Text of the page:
Sitting with Discomfort by Natalie Sophia

To me, the words pain, the void, and uncertainty in life always translate to
discomfort. I feel like we create these routines and rhythms in our life cycles and as
we do-we become attached to the people, the places and the things that we have
feathered our nests with…such is the human experience.
So when something goes amiss… when someone we love leaves… when our routine
or our “certainty” has been disrupted in any way- I believe our first instinct is to fill
that void in whatever way we can with whomever we need to in order to avoid
facing the discomfort.
Humans love pleasure after all… I know I do anyway. So why on Earth would we
choose to sit in our pain or sit with the discomfort when we can so easily distract
ourselves with external things that we think will help us feel better?
Certainly there are some things that feel good in the moment, right? But in my
experience, I feel like if we are seeking external relief from the pain we are feeling
within- no amount of looking outside of our experience will serve to help us feel
better. In fact, the opposite could come to pass and you might find the years of
unhealed pain show up as a physical disease in the body.
My healing started with yoga.
At first, the mat was just a rubbery piece of material that stayed rolled up in the
corner of my room for the most part. I couldn’t bring myself to develop a regular
practice so it ended up mostly being a strobe light affair for many years… on again…
off again… on again… etc.
Until one day- after writing a paper for my Master’s degree on how Yoga helps heal
the Central Nervous system. I looked at my mat and suddenly- it appeared much
brighter to me than ever before. It was like looking at my first love in hindsight, only
this time it was that rubbery piece of material that could do no wrong.
And then- my mat became a sanctuary. I can’t tell you the countless tears I cried
(and still cry) on its metaphorical shoulder. At first, yoga was about the physical
benefits to be gained… I mean, who doesn’t want to age well, right? But over time
and with a steady practice, I began to notice the emotional and spiritual benefits as
But here’s the thing.
To me, yoga is not just about what we bring to our mats or to our practice. It is also
about what we bring to our lives.

So you might be asking yourself- what does sitting with discomfort have to do with
My answer to that question is… EVERY. THING.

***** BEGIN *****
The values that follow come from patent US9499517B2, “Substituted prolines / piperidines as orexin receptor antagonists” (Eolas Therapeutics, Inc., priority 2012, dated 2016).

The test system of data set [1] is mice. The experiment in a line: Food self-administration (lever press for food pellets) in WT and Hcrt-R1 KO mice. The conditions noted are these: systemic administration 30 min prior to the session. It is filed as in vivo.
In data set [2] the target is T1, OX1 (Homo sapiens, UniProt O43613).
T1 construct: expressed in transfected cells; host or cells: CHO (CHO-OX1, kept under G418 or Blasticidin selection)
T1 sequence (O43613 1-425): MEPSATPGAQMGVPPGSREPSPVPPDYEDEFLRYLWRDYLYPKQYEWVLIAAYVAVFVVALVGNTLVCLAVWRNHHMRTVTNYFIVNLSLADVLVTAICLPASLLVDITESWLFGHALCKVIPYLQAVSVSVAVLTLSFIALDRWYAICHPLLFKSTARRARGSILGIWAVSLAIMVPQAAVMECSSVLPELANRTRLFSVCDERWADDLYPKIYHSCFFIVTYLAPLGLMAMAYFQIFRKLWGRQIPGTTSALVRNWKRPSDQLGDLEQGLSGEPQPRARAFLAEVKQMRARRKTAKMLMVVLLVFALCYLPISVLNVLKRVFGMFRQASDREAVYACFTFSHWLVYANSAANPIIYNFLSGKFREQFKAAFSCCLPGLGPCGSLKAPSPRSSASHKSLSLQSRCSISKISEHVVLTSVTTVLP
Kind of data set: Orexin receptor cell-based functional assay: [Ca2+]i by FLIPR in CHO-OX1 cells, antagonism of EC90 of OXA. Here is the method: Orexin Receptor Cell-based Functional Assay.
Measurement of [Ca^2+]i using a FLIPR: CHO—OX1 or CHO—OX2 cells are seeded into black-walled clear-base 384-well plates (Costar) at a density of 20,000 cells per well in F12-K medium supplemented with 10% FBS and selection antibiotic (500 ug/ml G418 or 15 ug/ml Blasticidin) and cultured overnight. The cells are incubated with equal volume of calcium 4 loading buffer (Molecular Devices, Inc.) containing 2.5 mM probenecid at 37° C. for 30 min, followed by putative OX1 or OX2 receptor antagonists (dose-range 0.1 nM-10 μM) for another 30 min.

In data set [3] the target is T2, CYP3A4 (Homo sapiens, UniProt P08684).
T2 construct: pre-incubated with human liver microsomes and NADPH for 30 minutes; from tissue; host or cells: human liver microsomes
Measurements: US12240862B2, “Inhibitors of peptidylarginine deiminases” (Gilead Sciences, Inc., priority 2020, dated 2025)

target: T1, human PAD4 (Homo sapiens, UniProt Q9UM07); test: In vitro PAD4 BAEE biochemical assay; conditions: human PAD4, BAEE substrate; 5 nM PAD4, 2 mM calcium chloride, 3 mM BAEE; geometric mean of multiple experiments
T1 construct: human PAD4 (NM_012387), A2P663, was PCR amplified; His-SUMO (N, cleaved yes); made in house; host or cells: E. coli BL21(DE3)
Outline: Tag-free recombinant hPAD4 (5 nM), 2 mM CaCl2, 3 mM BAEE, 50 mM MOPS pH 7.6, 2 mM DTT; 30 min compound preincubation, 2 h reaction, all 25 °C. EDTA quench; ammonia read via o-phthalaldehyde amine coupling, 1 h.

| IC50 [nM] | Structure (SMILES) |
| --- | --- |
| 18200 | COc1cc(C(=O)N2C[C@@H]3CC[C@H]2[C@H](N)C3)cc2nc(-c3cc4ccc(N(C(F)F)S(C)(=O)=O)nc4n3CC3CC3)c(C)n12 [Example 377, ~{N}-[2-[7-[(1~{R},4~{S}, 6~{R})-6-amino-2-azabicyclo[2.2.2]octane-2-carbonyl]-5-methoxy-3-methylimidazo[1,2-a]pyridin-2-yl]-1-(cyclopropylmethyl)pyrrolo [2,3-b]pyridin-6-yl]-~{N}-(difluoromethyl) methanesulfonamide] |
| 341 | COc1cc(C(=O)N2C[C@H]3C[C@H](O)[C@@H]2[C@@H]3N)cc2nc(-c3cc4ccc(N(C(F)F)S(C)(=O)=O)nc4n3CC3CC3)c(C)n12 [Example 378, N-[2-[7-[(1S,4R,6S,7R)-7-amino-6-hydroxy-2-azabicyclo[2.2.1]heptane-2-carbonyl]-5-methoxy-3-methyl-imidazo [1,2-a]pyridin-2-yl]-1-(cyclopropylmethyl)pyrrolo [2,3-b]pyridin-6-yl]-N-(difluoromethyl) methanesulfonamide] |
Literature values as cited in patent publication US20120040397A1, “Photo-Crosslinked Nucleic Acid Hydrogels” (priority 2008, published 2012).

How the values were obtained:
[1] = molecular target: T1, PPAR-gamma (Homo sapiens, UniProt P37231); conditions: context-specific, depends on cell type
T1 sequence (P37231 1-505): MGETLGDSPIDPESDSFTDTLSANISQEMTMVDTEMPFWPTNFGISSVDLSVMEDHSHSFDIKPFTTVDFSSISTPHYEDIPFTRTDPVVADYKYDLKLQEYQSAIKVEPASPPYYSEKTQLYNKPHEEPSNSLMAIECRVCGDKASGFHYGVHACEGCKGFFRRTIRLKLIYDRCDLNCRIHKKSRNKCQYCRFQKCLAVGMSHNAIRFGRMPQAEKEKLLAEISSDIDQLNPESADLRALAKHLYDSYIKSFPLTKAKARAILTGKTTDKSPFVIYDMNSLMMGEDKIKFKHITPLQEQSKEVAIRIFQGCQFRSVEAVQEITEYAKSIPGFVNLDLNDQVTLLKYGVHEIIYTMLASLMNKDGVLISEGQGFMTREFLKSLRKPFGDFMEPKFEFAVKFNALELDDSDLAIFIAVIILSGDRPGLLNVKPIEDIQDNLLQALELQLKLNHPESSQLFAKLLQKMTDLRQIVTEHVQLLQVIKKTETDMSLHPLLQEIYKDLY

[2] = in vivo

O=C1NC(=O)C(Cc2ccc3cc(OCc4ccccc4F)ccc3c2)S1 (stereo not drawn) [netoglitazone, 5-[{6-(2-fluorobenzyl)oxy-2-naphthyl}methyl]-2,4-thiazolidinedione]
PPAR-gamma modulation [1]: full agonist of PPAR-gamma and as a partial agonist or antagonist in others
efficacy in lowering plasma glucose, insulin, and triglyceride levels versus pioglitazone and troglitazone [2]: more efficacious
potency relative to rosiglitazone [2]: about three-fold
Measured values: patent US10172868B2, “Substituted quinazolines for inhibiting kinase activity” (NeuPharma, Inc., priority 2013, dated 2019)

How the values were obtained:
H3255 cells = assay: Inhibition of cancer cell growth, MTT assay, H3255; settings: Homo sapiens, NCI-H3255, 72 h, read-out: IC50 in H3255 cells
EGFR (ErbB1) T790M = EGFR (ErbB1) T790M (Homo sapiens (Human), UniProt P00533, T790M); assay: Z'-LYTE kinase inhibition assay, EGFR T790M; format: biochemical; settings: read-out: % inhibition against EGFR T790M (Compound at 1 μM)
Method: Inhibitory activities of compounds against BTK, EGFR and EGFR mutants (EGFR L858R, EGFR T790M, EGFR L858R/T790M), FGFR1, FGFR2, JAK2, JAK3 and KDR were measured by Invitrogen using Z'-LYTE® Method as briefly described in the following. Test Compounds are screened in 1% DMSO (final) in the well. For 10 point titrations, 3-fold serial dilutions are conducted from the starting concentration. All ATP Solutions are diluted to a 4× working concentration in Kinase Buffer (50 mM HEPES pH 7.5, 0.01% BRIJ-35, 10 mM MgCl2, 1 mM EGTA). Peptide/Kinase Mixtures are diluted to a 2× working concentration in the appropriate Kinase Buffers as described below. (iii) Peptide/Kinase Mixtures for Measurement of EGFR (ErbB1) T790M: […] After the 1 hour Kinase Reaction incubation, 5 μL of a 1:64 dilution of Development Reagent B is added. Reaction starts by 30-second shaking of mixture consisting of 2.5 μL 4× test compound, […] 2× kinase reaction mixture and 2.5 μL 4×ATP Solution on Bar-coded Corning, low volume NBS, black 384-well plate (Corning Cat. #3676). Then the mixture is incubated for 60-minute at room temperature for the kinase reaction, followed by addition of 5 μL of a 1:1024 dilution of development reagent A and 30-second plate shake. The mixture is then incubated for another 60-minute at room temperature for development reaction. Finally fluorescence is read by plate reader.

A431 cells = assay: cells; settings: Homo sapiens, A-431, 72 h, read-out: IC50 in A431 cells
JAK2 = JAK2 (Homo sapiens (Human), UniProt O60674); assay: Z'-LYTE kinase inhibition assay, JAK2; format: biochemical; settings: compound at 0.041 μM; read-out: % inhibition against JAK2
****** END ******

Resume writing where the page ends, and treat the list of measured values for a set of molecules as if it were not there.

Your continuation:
There have been times where I have been so incredibly uncomfortable within a pose
whether it be a burning sensation in my thigh during what feels like the longest
Warrior II on the planet or in long, steady stretches where my mind is running
around from story to story in order to help me by distracting me. Since I knew that
in those moments of extreme discomfort- punching my yoga teacher in the face for
making me hold that position wasn’t very Zen like or appropriate to the practice, all
I could do was to notice the feelings and sensations I was having and breathe
through them.
“This too shall pass…”
Let’s take that off the mat.
Only your life isn’t filled with just ONE teacher guiding you through your practice,
but MANY teachers guiding you. Your parents, your friends, your lovers, your
spouse, your children…. Shall I go on? What about other things- like your job? Or
perhaps something within your life that you are feeling incredibly frustrated with?
What is all of it teaching you?
The void? What can you learn?
In the pain? Does it teach you to close yourself off? Or do you let it serve to open you
up further?
The uncertainty? Is it teaching you trust?
Those are the uncomfortable parts of our human existence. Those are the very
things we want to avoid at all costs and quite possibly the most brilliant teachers
you will ever have.
You want to cry? Please do. You want to scream? Go for it! You want to wrap
yourself up in a blanket and hibernate for a bit? Guess what? You’re allowed!
You want to punch a yoga teacher…? Okay well, please don’t do that… (we love you).
Everything passes. Even the most pleasurable moments of our lives pass. It is the
way of life.
Sitting in our discomfort feels intensely counterintuitive (believe me I know!), but it
gets easier the more you practice…

So the next time you are noticing some discomfort- or perhaps you are there now-
honor it. Let the stories come up… write them down and burn them if you need to.
But breathe.
And remember, it’s all here and designed to help you- but you must be willing to study the lessons and be willing to PRACTICE!